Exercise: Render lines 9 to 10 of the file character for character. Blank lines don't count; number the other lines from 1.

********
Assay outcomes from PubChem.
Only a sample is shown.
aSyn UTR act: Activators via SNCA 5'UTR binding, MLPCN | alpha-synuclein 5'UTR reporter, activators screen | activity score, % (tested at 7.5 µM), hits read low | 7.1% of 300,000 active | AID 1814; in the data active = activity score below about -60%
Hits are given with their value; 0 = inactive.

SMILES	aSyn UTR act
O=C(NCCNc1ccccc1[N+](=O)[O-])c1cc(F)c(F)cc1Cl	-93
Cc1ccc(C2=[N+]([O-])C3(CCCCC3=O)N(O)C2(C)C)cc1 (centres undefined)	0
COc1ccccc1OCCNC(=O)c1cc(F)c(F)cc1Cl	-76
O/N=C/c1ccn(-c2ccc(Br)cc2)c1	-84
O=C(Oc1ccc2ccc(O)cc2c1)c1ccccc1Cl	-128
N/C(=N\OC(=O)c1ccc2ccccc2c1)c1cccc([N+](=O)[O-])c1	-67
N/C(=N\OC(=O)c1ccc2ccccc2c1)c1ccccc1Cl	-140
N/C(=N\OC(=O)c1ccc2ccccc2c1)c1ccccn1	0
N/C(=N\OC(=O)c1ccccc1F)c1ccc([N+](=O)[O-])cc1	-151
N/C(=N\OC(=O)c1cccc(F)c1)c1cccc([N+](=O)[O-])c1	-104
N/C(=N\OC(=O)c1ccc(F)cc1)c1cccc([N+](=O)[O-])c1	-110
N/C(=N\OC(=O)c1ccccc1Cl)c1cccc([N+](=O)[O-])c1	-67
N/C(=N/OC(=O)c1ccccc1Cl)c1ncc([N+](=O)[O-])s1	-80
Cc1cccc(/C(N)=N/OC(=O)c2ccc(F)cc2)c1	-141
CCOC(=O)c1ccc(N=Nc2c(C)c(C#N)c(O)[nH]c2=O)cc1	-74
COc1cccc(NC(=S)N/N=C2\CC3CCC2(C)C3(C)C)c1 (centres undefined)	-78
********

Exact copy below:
O/N=C/c1ccn(-c2ccc(Br)cc2)c1	-84
O=C(Oc1ccc2ccc(O)cc2c1)c1ccccc1Cl	-128